Finally, some welcome action on much neglected teacher training agenda in the country appears to be in sight as the NCTE (National Council for Teacher Education) as the national regulator for teacher education and training in India moves to a new address and seeks to address some of the vexed issues that have been the source of mistrust between it and the private sector providers of teacher education who make up about 98% of the all 18500+ teacher education colleges in the country.
Three sub-committees have been formed recently to specifically look into the long pending demands of these providers. One subcommittee has been constituted for curriculum review, second for fee uniformity nationally and the third for looking into current system of student internships. As per sources, though there is no timeframe for these committees to submit their reprots, yet because of the ministry’s action plan 2022, the work may be taken to its logical end by end of this year.
The degree programs in teacher education, B Ed and M Ed, are being taught in accordance to a curriculum devised in 1996 and since then it hasn’t been updated even once. The sub-committee which among other experts also includes some serving private school principals, will review the current curriculum and make recommendations for relevant changes and updatations.
The issue of fee uniformity for teacher education courses is one of the fundamental issues responsible for skewed growth of teacher training colleges in states as also for its poor quality. The fee ranges from as less as Rs 12,000 a year in some states to Rs 80,000 in others. As such aspirant students from various states move from one to another for cheaper options. According to Ashok Vyas, president of All India Association of Private Colleges (AIAPAC), the genesis of this problem lies in the NCTE resolution where states have been empowered to fix the fee. “As the states have to reimburse 60% through scholarships, they keep it low. We have independently got calculated the average cost of imparting training to a student, which comes to Rs 1, 92,000 per year per student. Now when the disparity is to such an extent and again from state to state, how will, TET colleges adhere to NCTE norms and become quality institutions? For the past six months we have had a dialogue with the NCTE on this and with constitution of sub-committee on the matter, our hopes have raised for a change in this rule,” he adds.
The issue of 96-day mandatory internship as part of bachelors degree program is again something that has been a source of constant friction between providers and NCTE. As of now, student has the freedom to choose the place of internship and the TET college has no role either in allotment or supervision. A lot of students do it in their leisure time near their homes and often take the whole academic session to get the completion certificate. This spillover of students for the completion of the remaining class work and curriculum into next academic year further burdens these colleges with unpaid cost. “B Ed students being supervised by untrained, non B Ed or diploma teachers is a common practice whereas our trained faculties don’t get to monitor their students is something which must change,” says Vyas adding that a sub-committee for this is indeed again a welcome move.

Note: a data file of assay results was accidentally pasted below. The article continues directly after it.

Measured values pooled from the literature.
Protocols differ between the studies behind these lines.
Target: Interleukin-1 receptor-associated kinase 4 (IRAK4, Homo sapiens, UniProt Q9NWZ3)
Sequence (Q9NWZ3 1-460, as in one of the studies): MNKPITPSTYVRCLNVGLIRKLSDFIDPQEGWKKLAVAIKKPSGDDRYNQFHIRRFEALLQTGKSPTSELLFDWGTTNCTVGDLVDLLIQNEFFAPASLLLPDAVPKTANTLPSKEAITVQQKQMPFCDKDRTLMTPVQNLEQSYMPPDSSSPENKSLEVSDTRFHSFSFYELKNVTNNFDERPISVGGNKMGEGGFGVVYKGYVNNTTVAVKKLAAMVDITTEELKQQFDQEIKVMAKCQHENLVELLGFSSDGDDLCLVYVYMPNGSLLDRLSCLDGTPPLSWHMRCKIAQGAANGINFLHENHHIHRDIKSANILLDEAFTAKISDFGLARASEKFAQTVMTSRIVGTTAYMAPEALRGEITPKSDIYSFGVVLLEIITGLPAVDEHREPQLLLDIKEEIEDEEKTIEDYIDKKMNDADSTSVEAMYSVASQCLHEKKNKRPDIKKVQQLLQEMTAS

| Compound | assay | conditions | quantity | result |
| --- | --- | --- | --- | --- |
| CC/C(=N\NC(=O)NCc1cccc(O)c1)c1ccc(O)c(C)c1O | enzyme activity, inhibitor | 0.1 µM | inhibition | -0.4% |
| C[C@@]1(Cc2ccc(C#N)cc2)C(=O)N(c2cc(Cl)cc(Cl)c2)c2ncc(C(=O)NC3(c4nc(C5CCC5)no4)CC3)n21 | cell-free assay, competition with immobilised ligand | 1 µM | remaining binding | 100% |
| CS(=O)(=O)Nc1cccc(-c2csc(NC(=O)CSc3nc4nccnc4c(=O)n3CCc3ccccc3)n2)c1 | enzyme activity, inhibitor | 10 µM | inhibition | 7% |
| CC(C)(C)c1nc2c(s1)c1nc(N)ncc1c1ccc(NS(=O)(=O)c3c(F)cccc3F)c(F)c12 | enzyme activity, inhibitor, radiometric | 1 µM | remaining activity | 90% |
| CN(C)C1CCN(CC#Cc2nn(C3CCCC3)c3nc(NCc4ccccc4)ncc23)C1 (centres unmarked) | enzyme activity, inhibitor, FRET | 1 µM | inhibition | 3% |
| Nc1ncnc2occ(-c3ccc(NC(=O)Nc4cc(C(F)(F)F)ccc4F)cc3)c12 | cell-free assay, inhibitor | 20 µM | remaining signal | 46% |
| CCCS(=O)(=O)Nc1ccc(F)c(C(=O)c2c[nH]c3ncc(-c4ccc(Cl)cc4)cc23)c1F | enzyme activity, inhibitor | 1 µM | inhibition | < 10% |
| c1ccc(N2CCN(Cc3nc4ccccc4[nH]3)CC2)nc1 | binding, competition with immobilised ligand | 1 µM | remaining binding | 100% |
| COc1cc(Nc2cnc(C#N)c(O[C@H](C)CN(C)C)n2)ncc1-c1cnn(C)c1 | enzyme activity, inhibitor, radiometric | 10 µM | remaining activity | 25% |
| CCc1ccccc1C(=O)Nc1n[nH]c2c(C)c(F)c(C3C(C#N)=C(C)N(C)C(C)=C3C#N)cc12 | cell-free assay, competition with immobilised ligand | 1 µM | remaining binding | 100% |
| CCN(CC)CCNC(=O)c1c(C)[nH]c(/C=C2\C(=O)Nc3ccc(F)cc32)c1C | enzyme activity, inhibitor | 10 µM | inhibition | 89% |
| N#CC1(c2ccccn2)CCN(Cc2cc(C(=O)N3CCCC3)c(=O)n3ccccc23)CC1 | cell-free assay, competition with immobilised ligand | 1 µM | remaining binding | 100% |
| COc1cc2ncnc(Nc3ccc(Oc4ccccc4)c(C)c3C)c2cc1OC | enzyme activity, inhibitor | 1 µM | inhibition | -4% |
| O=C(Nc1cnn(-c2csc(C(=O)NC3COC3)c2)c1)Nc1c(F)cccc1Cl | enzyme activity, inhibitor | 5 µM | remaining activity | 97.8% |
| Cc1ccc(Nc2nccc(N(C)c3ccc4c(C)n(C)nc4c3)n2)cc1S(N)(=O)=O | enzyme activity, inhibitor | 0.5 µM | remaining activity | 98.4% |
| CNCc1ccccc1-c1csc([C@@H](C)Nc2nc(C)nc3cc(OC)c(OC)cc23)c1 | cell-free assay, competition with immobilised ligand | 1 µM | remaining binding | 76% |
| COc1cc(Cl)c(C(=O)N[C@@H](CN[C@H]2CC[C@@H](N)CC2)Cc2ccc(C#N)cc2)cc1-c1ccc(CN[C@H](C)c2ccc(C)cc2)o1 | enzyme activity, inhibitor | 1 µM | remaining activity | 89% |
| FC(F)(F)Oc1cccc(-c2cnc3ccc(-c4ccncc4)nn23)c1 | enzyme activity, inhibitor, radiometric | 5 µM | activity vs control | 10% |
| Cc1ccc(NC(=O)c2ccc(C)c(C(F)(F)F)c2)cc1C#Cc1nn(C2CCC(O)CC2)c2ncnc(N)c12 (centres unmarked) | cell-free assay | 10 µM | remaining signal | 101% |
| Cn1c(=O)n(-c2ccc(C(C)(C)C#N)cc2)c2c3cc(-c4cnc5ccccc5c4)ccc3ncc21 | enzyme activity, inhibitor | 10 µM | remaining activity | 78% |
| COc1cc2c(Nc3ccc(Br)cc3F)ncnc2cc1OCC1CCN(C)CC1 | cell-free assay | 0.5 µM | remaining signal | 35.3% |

These newer developments come on close heels of the roll out of a new 4-year integrated B Ed course from this academic session. This new course is a dual degree BA/BSc/B Com program where the students will also study about teaching in addition to regular subjects. For these students there is no need of undergoing the two-year B Ed course after their graduation. Several universities have started this offer from this year.
According Dr. Satbir Bedi, Chairperson, NCTE, there is also a plan to establish a B ED college in each district. “We are hoping to have 700 such colleges in the country by 2022 which will add 70,000 trained teachers per annum to augment our pool.” While speaking at the inauguration ceremony of a new NCTE office building in Dwarka sector 10 of Delhi built at a cost of Rs 38 Cr, Bedi also informed that NCTE is moving to add internationalization to teacher education by adding overseas affiliated colleges and exchange programs on lines of CBSE.
As part of new office, NCTE will now house offices of all four regional committees and also issue e-certification for those graduates who have to obtain validation certificates as part of recruitment rules.
With NCTE entering into its silver jubilee year this year, the reforms initiative and a new office, will certainly put it into spotlight of expectations. Only hope is unlike its squandered past mostly spent in bureaucratic tussle and court fights, which in any case were never able to improve standards and quality of teacher students in India, this time, it sees the big picture and addresses the challenges squarely in spirit of a new India and ending teacher crisis. …Autar Nehru